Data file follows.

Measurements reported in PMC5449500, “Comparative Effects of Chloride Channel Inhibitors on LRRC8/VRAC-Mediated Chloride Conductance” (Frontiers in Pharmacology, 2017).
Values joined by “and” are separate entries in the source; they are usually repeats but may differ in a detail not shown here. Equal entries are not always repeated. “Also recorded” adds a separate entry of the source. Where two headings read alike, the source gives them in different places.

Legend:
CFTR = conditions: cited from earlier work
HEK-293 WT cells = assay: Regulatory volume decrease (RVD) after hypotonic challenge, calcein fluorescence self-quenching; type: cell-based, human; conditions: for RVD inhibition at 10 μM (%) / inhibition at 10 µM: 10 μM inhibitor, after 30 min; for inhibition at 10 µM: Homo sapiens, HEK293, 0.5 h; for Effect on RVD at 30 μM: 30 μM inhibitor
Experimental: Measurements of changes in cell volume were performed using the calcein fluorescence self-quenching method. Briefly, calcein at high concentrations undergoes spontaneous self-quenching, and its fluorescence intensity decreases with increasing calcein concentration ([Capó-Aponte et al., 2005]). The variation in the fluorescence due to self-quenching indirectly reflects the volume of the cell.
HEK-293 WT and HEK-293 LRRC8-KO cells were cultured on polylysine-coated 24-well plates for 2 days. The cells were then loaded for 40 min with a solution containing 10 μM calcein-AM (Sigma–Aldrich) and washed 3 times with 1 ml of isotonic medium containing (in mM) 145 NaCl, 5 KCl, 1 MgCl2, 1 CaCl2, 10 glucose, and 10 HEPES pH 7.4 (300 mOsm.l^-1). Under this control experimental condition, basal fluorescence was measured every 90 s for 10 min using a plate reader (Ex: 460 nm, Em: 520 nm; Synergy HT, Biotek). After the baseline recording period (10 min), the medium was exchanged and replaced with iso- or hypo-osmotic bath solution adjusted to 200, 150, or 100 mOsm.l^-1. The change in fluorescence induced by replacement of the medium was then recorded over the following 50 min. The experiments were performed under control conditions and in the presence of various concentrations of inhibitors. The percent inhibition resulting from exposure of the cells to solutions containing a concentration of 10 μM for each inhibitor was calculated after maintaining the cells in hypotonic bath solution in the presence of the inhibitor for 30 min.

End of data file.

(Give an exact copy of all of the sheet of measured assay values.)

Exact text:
Measurements reported in PMC5449500, “Comparative Effects of Chloride Channel Inhibitors on LRRC8/VRAC-Mediated Chloride Conductance” (Frontiers in Pharmacology, 2017).
Values joined by “and” are separate entries in the source; they are usually repeats but may differ in a detail not shown here. Equal entries are not always repeated. “Also recorded” adds a separate entry of the source. Where two headings read alike, the source gives them in different places.

Legend:
CFTR = conditions: cited from earlier work
HEK-293 WT cells = assay: Regulatory volume decrease (RVD) after hypotonic challenge, calcein fluorescence self-quenching; type: cell-based, human; conditions: for RVD inhibition at 10 μM (%) / inhibition at 10 µM: 10 μM inhibitor, after 30 min; for inhibition at 10 µM: Homo sapiens, HEK293, 0.5 h; for Effect on RVD at 30 μM: 30 μM inhibitor
Experimental: Measurements of changes in cell volume were performed using the calcein fluorescence self-quenching method. Briefly, calcein at high concentrations undergoes spontaneous self-quenching, and its fluorescence intensity decreases with increasing calcein concentration ([Capó-Aponte et al., 2005]). The variation in the fluorescence due to self-quenching indirectly reflects the volume of the cell.
HEK-293 WT and HEK-293 LRRC8-KO cells were cultured on polylysine-coated 24-well plates for 2 days. The cells were then loaded for 40 min with a solution containing 10 μM calcein-AM (Sigma–Aldrich) and washed 3 times with 1 ml of isotonic medium containing (in mM) 145 NaCl, 5 KCl, 1 MgCl2, 1 CaCl2, 10 glucose, and 10 HEPES pH 7.4 (300 mOsm.l^-1). Under this control experimental condition, basal fluorescence was measured every 90 s for 10 min using a plate reader (Ex: 460 nm, Em: 520 nm; Synergy HT, Biotek). After the baseline recording period (10 min), the medium was exchanged and replaced with iso- or hypo-osmotic bath solution adjusted to 200, 150, or 100 mOsm.l^-1. The change in fluorescence induced by replacement of the medium was then recorded over the following 50 min. The experiments were performed under control conditions and in the presence of various concentrations of inhibitors. The percent inhibition resulting from exposure of the cells to solutions containing a concentration of 10 μM for each inhibitor was calculated after maintaining the cells in hypotonic bath solution in the presence of the inhibitor for 30 min.